Thursday, April 10, 2014

Pie Town, New Mexico

How on earth have I never heard of Pie Town, New Mexico before??

(It's 160 SW of Albuquerque. That's why.)

Still, now that it's on the radar, I don't think I'll be able to return to New Mexico without a detour. 

The Feature piece in Travel New Mexico from last August is here

The Smithsonian Magazine featured a piece by Paul Hendrickson on the town that you need to go read in full, but is so delightful, I have to include an excerpt here: 

Having known about PieTown for many years, I was itching to go. You’ll find it on most maps, in west-central New Mexico, in CatronCounty. The way you get there is via U.S. 60. There’s almost no other way, unless you own a helicopter. Back when Russell Lee of the Farm Security Administration (FSA) went to Pie Town, U.S. 60—nowhere near as celebrated a highway as its more northerly New Mexico neighbor, Route 66, on which you got your kicks—called itself the “ocean to ocean” highway. Big stretches weren’t even paved. Late last summer, when I made the trek, the road was paved just fine, but it was still an extremely lonesome two lane ribbon of asphalt. We’ve long licked the idea of distance and remoteness in America, and yet there remain places and roads like PieTown and U.S. 60. They sit yet back beyond the moon, or at least they feel that way, and this, too, explains part of their beckoning.

When I saw my first road sign for PieTown outside a New Mexico town called Socorro (by New Mexico standards, Socorro would count as a city), I found myself getting cranky and strangely elevated. This was because I knew I still had more than an hour to go. It was the psychic power of pie, apparently. Again, I hadn’t planned things quite right—I’d left civilization, which is to say Albuquerque—without properly filling my stomach for the three-hour haul. I was muttering things like, They better damn well have some pie left when I get there. The billboard at Socorro, in bold letters, proclaimed: HOME COOKING ON THE GREAT DIVIDE. PIE TOWNUSA. I drove on with some real resolve.

Continental Divide: this is another aspect of PieTown’s strange gravitational pull, or so I have become convinced. People want to go see it, taste it, at least in part, because it sits right on the Continental Divide, at just under 8,000 feet. PieTown, on the Great Divide—it sounds like a Woody Guthrie lyric. Something there is in our atavistic frontier self that hankers to stand on a spot in America, an invisible demarcation line, where the waters start to run in different directions toward different oceans. Never mind that you’re never going to see much flowing water in PieTown. Water, or, more accurately, its lack, has much to do with PieTown’s history.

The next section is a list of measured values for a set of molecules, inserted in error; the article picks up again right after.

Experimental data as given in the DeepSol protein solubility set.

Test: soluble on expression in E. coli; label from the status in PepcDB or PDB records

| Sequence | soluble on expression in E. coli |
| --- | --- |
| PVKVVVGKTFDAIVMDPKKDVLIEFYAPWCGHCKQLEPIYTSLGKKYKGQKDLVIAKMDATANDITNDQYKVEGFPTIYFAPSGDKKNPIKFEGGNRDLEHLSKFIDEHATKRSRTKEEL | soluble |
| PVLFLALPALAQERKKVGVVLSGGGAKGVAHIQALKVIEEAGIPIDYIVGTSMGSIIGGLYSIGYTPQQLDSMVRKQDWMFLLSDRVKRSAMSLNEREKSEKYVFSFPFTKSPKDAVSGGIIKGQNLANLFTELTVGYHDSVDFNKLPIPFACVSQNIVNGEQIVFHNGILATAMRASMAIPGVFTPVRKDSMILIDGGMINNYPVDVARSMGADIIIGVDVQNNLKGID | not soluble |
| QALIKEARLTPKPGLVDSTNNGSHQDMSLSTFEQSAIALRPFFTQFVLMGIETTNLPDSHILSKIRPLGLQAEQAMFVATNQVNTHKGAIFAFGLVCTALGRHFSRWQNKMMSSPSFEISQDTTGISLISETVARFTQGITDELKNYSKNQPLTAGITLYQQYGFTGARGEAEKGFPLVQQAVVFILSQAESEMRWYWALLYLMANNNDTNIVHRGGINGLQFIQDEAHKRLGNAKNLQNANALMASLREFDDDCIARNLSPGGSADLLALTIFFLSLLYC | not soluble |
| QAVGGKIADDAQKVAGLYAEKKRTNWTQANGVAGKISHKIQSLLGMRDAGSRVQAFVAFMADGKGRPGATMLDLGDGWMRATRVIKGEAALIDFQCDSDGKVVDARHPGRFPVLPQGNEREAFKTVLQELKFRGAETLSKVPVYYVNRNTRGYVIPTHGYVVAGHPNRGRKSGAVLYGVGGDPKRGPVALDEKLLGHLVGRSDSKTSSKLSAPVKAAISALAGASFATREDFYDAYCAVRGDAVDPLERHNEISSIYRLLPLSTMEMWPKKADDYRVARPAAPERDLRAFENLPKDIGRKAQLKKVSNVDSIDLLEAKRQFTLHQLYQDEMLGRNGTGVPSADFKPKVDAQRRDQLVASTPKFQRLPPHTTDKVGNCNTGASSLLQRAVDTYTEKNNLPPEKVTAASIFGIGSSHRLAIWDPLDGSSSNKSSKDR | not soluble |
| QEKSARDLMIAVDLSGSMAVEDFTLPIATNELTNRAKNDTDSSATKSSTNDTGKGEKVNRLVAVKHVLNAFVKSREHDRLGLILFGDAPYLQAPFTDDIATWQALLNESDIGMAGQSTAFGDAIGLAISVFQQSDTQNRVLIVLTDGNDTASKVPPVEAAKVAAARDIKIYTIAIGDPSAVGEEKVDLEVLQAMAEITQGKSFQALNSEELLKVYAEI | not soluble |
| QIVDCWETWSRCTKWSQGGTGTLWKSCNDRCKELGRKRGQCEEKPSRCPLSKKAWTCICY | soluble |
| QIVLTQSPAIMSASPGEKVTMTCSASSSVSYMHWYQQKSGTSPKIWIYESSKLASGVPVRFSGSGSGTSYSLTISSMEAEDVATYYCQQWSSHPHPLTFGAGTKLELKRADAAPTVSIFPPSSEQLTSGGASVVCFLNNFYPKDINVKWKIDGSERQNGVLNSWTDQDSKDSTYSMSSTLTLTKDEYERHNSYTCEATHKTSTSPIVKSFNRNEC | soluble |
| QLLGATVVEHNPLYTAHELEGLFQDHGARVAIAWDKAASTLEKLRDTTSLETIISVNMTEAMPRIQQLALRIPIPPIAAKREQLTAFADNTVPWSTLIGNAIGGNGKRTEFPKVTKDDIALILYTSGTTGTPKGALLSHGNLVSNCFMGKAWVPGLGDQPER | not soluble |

The place was built up, principally, by Dust Bowlers of the mid- and late 1930s. They were refugees from their busted dreams in Oklahoma and West Texas. A little cooperative, Thoreauvian dream of self-reliance flowered 70 and 80 years ago, on this red earth, amid these ponderosa pines and junipers and piñon and rattlesnakes. The town had been around as a settlement since at least the early 1920s, started, or so the legend goes, by a man named Norman who’d filed a mining claim and opened a general store and enjoyed baking pies, rolling his own dough, making them from scratch. He’d serve them to family and travelers. Mr. Norman’s pies were such a hit that everybody began calling the crossroads PieTown. Around 1927, the locals petitioned for a post office. The authorities were said to have wanted a more conventional name. The Pie Towners said it would be PieTown or no town.

The Good Pie Cafe's Pie Chart, with photos

And make clear note of the hours to try a piece of that New Mexico Apple: you'd better head out of Albuquerque in the morning and go straight over, and only Monday through Wednesday. Got that?

It might just be easier to plan a road trip and camp for the weekend of the festival, (second Saturday of September) when everyone is sure to have their pies for sale.

Another Pie place of note in the "town" and one that is open Thursday through Sunday 11-4 is the Pie-O-Neer, featured in the New Mexico Travel link above. The Pie-O-Neer Website

Pie-O-Neer Facebook Page


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